The recent New Mexico Court of Appeals case of State v. Trevizo addressed the statute of limitations on first time DWI and reckless driving in New Mexico. The court concluded both first time DWI and reckless driving are petty misdemeanors under New Mexico law and therefore subject to a one year statute of limitations.
The facts are pretty straightforward. The defendant was arrested on October 13, 2005. The criminal complaint for DWI and reckless driving was not filed until April 12, 2007, one day short of 18 months from the date of arrest.
The defendant filed a motion to dismiss in Albuquerque Metropolitan Court for violation for one year statute of limitations on petty misdemeanors. The motion was denied and the defendant was convicted on both counts. The defendant appealed to District Court which reversed the Metro Court decision. The State then appealed the District Court ruling.
The relevant statutes as set forth by the Court of Appeals provide the following statute of limitations:
C. for a misdemeanor, within two years from the time the crime was committed;
D. for a petty misdemeanor, within one year from the time the crime was committed;
G. for any crime not contained in the Criminal Code or where a limitation is not otherwise provided for, within three years from the time the crime was committed.
The State argued under paragraph C, D and G of NMSA §30-1-8 (now paragraphs C, D & H under 2009 Amendments) resulted in either a 2 or 3 year statute of limitations. The State argued that because the offenses were in the MVD code and not the criminal code, they should be covered by the catchall 3 year provision in paragraph G. In the alternative, the State argued that because the MVD code stated that all MVD code violations were classified as misdemeanors in the absence of contrary language in the code.
The Court of Appeals disagreed pointing out a number of problems with the State‘s position. The Court noted the absurdity of placing all MVD violations under the 3 year statute of limitations by virtue of the fact that they fall outside the criminal code. The result would be that not only would first time DWI and reckless driving be covered by the 3 year statute, so too would “speeding violations, parking violations, failure to signal, following too closely, and other traffic violations.” The result would be that these petty traffic offenses would carry limitations period equal to that to serious felonies.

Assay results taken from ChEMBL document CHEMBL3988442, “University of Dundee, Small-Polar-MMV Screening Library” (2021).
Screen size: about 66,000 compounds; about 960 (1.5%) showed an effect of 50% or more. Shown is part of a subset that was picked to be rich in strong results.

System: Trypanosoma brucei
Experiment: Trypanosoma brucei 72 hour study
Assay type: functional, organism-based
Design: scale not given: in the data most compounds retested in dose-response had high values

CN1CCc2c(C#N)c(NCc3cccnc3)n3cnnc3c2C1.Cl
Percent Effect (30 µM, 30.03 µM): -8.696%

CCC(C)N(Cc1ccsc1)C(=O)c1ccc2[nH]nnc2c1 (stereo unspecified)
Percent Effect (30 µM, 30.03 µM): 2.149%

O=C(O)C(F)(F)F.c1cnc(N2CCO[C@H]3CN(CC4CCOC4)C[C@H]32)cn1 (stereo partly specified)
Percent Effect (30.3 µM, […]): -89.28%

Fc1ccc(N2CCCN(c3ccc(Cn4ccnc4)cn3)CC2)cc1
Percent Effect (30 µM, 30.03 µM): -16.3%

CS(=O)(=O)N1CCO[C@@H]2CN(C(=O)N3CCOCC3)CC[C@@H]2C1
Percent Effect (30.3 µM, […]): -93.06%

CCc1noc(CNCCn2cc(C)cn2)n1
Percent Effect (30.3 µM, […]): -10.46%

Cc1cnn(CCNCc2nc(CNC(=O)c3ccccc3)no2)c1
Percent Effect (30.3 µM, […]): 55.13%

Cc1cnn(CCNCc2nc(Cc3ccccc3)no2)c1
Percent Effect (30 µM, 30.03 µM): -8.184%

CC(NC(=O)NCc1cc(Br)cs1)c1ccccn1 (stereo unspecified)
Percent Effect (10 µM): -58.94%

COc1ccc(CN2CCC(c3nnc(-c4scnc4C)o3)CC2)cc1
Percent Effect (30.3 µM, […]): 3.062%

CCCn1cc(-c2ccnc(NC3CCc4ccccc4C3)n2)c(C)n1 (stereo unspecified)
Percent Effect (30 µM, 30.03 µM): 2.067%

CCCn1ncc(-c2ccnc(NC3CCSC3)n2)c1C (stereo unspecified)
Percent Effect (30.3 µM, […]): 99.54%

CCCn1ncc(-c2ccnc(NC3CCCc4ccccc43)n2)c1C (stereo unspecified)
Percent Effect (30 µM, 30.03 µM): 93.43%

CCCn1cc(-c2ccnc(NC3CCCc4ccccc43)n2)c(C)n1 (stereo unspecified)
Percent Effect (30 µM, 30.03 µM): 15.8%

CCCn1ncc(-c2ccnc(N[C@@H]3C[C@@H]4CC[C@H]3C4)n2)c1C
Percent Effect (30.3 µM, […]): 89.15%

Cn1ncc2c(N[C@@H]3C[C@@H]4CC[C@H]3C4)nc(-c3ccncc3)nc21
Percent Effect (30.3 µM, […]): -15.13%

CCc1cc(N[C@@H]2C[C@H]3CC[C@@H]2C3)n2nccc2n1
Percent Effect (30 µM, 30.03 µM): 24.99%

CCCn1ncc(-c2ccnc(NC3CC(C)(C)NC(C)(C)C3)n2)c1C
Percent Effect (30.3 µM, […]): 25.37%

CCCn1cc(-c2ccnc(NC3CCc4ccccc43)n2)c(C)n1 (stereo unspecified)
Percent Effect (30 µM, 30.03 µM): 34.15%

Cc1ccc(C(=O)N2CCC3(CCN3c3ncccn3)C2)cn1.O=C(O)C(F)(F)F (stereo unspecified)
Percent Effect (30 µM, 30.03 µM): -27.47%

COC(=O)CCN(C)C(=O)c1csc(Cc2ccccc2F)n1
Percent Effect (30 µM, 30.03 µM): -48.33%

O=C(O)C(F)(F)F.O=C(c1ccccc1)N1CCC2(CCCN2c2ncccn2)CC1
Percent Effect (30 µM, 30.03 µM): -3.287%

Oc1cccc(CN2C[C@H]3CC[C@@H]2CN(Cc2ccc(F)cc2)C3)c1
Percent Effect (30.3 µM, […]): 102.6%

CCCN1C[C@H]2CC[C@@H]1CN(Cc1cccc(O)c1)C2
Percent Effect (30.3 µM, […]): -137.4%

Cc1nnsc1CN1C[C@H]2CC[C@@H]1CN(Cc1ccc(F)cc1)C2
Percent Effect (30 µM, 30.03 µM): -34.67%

After a thorough analysis of the case-law and statutes, the Court concluded that the classification of a crime should be determined by the possible penalties. In doing so, the Court also addressed the State‘s position regarding the classification of all MVD violations not specifically delineated in the code.
Granted the MVD code does have some contradictory language. Section 66-8-7(B) of the Motor Vehicle Code provides “Unless another penalty is specified in the Motor Vehicle Code, every person convicted of a misdemeanor for violation of any provision of the Motor Vehicle Code shall be punished by a fine of not more than three hundred dollars ($300) or by imprisonment for not more than ninety days or both.” Thus the MVD sentencing guidelines are consistent with sentencing for a petty misdemeanor despite the language suggesting that the offenses should be classified as misdemeanors.
Consistent with the possible sentencing of only 90 days, the Court concluded that both DWI first offense and reckless driving must be classified as a petty misdemeanor and therefore subject to the one year statute of limitation. For those facing dated DWI charges, keep in mind that the ruling is limited to first time DWI and reckless driving. Repeat DWI offenders face much longer sentences which would bring them under the 2 year misdemeanor statute of limitation or in 4th or subsequent DWI offenses, the felony limitations period.
Due to the inconsistency in the MVD code language, and the seriousness with which DWI is treated in New Mexico, it is likely that this case will be appealed to the New Mexico Supreme Court. In addition or in the alternative, the legislature may address the issue in the next session to lengthen the statute of limitations. As such, if you are faced with a situation like this, be sure to consult with a DWI attorney to identify the limitations period on your case.